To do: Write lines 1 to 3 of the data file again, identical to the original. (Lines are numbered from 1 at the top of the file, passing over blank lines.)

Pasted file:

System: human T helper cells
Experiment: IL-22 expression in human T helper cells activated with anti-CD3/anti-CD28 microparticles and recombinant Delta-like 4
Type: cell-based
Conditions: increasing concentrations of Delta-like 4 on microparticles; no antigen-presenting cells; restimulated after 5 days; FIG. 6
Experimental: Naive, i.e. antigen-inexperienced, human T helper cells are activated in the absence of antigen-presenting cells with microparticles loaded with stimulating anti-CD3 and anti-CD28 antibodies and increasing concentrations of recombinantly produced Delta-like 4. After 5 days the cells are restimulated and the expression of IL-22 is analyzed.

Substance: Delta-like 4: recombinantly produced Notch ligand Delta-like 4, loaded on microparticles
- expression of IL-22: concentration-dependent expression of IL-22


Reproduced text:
System: human T helper cells
Experiment: IL-22 expression in human T helper cells activated with anti-CD3/anti-CD28 microparticles and recombinant Delta-like 4
Type: cell-based